For Freshmen. By Freshmen.
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Aug 30 2016
by Evelyn Koch

7 Ways to Make Long Distance Friendships a Little Easier

By Evelyn Koch - Aug 30 2016

Just last week, I had to leave my best friend in the entire world and travel 900 miles away from her to go to college. It broke my heart to see her so sad to see me go, but being my best friend, she knew she had to let me do what was best for me.

While it's true that you'll probably never see most of the people you went to high school with again, that doesn't mean you have to let all of those relationships go. Treasure the special ones. Stick around for the people who have always had your back.

Now, when I say stick around, I don't mean it in a literal sense. You shouldn't pick a college solely based on the fact that your best friend goes there. Sometimes friends both want and need different things when it comes to college. My best friend wanted to stay local for financial and personal reasons, whereas I couldn't wait to go out of state. But it didn't matter. We knew our friendship could survive anything - even a massive distance barrier. Before I left, I promised my friend, and myself, that I would always be there for her, even if I couldn't physically do so.

Below I have made a list of ways to keep in touch with your good friends and to help keep your relationships strong, no matter how big the distance is between you.

1. Make "Open When" Letters

This is an amazing project which was originally made for long distance relationships, but it can work just as well for friendships. The idea is to pre-write a bunch of letters to your friend with each one being for a different scenario. Some examples include "Open When You're Sad," "Open When You Miss Me" and "Open When You've Had a Bad Day." This gives your friend the opportunity to hear from you when they need to even if you're busy at the moment. The best part is you can write as many as you want. Look to Pinterest for even more inspiration.

2. Just Be Pen-Pals

Maybe you've already moved into your new dorm and/or don't have the time to do the "open when" letters project - this doesn't mean you can't send letters to your friend. You can agree to be pen-pals. There's something personal about receiving a hand written note. Plus having a paper in front of you allows you to be more descriptive than text messages, so you can give your friend every possible detail. If you want to do this, just be sure there is a post office on or near your campus.

3. Keep Pictures of You Together in Your Room

This option doesn't allow you to contact your friend, but it can help you feel like they're always there. Having pictures up can help you recall on some of the best memories you've had together and serve as a constant reminder of why you became friends in the first place.

4. Text Each Other Just like You Normally would Back Home

Just because your friend isn't there experiencing everything with you, doesn't mean they don't want to hear about it. Let them know about all the things that are happening to you - good and bad. Texting often works better than letters in some ways because, while the messages are shorter, they are instant. This way you can guarantee that your friend will see your message and hopefully reply quick. Just pretend you're back home. Anything you would text them then, you can text them now. I promise, you won't be annoying them. If you're good friends, they're dying to hear from you too.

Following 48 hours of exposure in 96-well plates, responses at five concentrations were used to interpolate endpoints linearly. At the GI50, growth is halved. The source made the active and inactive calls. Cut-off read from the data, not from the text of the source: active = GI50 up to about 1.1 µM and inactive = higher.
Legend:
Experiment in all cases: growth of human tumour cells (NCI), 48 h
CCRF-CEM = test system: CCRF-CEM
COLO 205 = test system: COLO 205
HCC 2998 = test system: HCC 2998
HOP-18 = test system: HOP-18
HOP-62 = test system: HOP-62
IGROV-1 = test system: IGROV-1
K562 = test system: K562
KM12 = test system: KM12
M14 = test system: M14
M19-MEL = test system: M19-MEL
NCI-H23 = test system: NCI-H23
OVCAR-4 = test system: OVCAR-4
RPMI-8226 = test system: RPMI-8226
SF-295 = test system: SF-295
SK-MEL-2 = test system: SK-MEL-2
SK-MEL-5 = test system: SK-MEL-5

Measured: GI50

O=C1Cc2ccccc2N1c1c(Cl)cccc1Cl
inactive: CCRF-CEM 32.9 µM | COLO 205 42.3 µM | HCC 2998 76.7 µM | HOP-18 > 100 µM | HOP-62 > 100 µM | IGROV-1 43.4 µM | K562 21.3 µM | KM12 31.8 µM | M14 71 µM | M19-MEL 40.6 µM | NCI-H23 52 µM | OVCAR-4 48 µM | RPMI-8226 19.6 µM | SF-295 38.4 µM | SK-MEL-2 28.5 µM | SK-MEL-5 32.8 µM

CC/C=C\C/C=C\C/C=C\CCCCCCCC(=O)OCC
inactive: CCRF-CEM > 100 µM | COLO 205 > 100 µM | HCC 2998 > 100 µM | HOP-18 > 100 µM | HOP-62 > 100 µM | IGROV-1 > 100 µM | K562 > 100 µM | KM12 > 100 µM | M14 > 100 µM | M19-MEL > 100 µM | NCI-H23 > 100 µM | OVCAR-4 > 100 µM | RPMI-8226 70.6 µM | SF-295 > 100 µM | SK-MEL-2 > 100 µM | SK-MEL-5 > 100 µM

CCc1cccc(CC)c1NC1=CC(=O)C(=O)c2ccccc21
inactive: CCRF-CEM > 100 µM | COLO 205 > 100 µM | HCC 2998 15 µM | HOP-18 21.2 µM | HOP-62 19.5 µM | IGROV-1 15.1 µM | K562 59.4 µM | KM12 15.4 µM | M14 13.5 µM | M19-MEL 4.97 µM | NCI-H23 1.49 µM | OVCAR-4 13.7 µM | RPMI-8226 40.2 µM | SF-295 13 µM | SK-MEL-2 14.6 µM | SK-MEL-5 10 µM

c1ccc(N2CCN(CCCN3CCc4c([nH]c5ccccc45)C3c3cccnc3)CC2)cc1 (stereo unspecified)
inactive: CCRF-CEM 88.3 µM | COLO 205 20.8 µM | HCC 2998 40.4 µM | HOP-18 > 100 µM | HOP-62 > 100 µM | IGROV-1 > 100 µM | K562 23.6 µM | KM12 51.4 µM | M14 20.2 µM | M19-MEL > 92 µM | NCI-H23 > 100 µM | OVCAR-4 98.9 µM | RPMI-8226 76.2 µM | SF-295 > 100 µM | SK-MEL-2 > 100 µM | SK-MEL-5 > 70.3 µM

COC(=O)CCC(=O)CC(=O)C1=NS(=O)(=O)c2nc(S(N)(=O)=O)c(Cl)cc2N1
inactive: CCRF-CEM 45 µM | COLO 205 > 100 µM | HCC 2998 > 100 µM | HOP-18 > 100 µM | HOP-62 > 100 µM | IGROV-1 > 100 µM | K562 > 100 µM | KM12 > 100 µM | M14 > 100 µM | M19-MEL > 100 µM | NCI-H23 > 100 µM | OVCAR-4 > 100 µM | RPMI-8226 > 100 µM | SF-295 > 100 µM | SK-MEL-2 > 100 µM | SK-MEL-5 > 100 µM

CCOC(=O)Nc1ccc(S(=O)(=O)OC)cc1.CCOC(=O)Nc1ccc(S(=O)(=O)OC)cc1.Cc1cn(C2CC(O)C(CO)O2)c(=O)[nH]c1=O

5. Synchronize Your Schedules

I recommend using an app called Timespread. This app allows you to put in both your's and your friend's schedule and it can mix the two together. This can let you both see when you both have classes and when you are both free. Also, if you and your friend are going to be in different time zones make sure you take that into account when you put your schedules in.

6. Call or Face-Time Every so Often

Sometimes what you really need is to hear their voice or see their face. That's why you should make time to either call or Face-Time them. This will allow your conversations to move freely since you won't have to wait for replies. Seeing or hearing them allows you to be more personal and you can say a lot more than you could in a text or even a letter.

7. Remember You're Trying to Make New Friends, not Trying to Replace Them

This is possibly the most important part. Don't go searching around your college for someone exactly like your best friend because you won't find them. Your best friend is unique and even if you find a new best friend while in college, your old best friend's personality can never be replaced. By all means, go out and look for new friends, but just remember that your new friends are there to add to your friend group.

So don't let anyone tell you that high school, middle school or even elementary school friendships aren't worth anything. If you're truly good friends, it wasn't just close proximity that was keeping you together. And it is totally  possible to make new friends while still holding on to the past ones that are special to you.

Lead Image Credit: via Unsplash

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Evelyn Koch - Youngstown State University

Evelyn will be a freshman this fall at Youngstown State University and she is currently undecided on a major. She loves wrtiting and musical theatre. You can follow her on twitter @_legallyginger

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